Girl #2: “And the bear was cuuuuuddling the caaaaaaat…”

Girl #1: “And the princess saaaaaaw them and she went ooooover to them and she wanted to cuddle boooooth of them…”

Girl #2: “And then there was a very nice priiiince who wanted to cuddle them alllll.”

All Three Girls: “They were all so haaaappyyyyyyy!”

Too cute!

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That Darn Cat!

, , , , | Related | March 26, 2021

My younger brother, who is nine years old, has been playing the piano for a few years and works hard at it. One day, I find a video of a cat online and show it to him.

The video features a cat accidentally stepping on a piano, freaking out, falling over the keyboard, and running away, but the cat’s panicked movements on the keys manage to pound out a decent song.

When I show him the video, I expect him to laugh, but instead, he looks bewildered and heartbroken. He whispers, “That cat plays the piano better than me!”

He groans about the cat who plays piano better than him for two days. I now believe his goal is to play the piano better than the panicked cat.

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A Classical Dad Gripe

, , , , | Related | March 7, 2021

When I am growing up, my dad is a big lover of classical music. One year, my dad announces that we are going to visit a friend’s house because they are going to be watching the last night of the Proms. For those who are unfamiliar, the Proms are a series of classic musical concerts held during the summertime in the UK. The last night is usually the biggest one and is always broadcast live on TV.

I assume that the parents will watch this and the children will be allowed to play and watch TV in the other room. No such luck. When they are due to begin, our fathers demand that we come and watch; we tell them that we would rather watch [Popular TV Show] in the other room but they insist. Pretty soon into this concert, we’re massively bored and want to leave.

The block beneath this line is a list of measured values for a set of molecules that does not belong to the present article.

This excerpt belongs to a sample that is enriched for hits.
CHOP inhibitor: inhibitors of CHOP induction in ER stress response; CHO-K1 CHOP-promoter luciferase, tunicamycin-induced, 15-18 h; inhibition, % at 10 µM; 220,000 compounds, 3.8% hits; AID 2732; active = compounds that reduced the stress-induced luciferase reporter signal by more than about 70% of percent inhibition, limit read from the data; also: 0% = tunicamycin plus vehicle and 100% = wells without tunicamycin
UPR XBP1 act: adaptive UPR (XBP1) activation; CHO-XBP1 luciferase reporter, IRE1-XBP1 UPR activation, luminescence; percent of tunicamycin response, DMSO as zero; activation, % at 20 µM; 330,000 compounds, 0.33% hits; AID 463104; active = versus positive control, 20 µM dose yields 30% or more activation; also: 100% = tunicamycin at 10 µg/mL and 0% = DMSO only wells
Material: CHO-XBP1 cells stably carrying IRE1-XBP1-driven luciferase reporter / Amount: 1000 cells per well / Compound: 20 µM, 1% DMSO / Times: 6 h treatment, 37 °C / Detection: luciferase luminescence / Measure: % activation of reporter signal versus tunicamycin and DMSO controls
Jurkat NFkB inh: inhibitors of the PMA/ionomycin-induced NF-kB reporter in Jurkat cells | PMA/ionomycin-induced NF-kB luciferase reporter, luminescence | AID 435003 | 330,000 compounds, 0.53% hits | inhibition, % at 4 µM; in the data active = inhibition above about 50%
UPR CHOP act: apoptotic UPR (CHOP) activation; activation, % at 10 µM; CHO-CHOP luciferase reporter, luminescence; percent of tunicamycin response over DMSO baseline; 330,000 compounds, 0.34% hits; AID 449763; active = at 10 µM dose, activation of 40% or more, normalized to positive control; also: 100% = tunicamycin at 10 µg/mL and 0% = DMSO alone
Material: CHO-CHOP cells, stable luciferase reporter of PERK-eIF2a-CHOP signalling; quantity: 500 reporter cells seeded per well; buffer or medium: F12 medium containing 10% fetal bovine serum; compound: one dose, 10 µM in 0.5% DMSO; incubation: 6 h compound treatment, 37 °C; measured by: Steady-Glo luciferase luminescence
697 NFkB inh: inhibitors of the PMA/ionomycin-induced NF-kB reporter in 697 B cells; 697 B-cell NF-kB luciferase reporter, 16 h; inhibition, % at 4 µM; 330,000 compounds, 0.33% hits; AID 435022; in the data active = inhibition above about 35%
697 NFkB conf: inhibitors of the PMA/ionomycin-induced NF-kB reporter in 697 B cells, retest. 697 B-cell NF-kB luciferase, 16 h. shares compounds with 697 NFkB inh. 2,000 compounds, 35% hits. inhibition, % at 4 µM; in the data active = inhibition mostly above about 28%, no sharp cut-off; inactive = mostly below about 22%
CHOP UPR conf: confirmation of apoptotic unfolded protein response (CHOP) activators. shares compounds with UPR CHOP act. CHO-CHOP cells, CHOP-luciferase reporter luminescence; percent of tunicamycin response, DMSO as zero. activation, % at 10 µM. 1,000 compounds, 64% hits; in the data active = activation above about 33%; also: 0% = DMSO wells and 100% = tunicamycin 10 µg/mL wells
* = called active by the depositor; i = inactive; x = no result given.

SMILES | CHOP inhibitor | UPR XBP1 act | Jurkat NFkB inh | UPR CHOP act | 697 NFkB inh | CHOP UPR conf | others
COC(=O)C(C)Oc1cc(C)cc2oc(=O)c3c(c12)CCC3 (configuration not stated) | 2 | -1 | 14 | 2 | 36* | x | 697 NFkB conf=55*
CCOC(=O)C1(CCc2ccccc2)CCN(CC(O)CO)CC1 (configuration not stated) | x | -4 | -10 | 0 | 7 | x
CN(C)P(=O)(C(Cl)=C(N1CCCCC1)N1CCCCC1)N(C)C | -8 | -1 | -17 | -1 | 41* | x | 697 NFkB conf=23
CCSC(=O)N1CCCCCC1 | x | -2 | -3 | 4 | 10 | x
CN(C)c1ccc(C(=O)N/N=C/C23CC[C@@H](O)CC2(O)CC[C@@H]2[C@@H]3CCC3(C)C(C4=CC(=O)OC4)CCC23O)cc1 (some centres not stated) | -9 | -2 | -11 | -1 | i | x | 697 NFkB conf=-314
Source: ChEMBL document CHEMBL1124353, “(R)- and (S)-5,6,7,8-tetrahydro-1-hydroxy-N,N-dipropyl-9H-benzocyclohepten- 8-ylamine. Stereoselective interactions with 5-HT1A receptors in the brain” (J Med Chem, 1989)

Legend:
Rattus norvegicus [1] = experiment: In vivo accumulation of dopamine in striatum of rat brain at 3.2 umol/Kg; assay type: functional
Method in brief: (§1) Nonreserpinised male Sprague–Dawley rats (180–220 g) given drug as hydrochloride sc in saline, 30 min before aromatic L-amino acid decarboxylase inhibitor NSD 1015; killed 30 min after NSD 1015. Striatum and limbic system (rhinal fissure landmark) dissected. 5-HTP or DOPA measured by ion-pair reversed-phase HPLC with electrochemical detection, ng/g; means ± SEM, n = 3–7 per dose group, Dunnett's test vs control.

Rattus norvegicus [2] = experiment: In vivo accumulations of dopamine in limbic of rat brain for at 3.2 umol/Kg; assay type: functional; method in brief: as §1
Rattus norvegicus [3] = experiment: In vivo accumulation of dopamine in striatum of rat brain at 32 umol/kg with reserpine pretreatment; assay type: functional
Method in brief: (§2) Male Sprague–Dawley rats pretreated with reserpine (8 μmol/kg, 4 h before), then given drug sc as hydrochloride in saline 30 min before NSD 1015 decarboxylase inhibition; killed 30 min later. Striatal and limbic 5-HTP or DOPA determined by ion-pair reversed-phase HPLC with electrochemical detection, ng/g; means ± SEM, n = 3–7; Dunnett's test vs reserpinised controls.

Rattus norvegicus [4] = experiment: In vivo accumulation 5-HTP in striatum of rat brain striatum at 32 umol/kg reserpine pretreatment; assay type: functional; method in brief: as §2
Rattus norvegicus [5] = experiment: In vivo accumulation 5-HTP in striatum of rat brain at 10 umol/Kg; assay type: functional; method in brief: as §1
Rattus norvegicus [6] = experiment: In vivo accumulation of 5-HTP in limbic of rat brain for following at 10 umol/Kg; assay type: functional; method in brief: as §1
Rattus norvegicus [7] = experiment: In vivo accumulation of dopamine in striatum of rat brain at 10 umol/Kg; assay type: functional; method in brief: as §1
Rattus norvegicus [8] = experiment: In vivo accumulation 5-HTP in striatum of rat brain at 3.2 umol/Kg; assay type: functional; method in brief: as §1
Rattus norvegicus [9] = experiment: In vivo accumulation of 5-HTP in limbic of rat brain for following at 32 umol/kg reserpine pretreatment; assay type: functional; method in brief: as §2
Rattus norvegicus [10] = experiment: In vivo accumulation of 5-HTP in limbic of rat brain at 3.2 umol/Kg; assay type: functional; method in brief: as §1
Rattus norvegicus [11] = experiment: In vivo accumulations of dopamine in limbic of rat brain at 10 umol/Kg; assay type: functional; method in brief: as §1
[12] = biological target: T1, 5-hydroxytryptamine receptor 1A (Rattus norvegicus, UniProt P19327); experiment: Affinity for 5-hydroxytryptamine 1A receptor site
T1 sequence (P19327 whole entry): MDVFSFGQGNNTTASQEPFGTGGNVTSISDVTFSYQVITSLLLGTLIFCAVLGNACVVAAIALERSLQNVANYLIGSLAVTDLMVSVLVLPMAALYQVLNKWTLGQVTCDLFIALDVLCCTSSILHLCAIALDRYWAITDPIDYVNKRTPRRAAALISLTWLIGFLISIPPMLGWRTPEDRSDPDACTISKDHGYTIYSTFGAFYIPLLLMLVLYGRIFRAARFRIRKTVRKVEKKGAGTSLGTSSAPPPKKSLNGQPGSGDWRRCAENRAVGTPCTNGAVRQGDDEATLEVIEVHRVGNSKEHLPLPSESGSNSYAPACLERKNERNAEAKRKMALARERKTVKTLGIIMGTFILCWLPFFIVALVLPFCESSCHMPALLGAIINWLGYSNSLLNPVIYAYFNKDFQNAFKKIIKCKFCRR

My dad looks over and sees the kids looking less than enthused and immediately gets frustrated.

Dad: “What’s wrong with you? Why are you not paying attention?”

Me: “Dad, this is boring! Why can’t we go to the other room?”

My dad’s friend immediately shoots his head around and looks very offended. 

Dad’s Friend: “For goodness’ sake! There’s beautiful music playing; just sit and appreciate it!”

Friend’s Daughter: “But it’s just people playing music. We don’t want to watch this. Why can’t we go and watch [Popular TV Show]?”

Dad’s Friend: “I would’ve killed to watch stuff like this as a kid. You should be more grateful!”

Friend’s Daughter: “You must’ve been a boring kid then!”

Friend’s Wife: “[Dad’s Friend], maybe we should let them go and do something else. Clearly, they’re not enjoying this!”


Mum: “[Dad], calm down. Look, she’s right. This really isn’t something for little children.”


So, we were forced to sit there for what felt like forever. Our dads enthusiastically applauded at the end of each number while the kids sat there bored out of our skulls. My dad shooting me nasty looks because I wasn’t applauding. Any time the kids tried speaking to each other, we got loudly shushed. Overall, it was a miserable evening.

On the way home, my dad grumbled about how “ungrateful” I was and how I had embarrassed him. Thankfully, my mum shot him down quickly, asking what the h*** he expected, forcing children to watch classical music, and telling him that he shouldn’t have been such a rude, stubborn idiot! He never tried to make us watch the Proms again after, and to this day, I’ve still no idea why both of them were so insistent about it.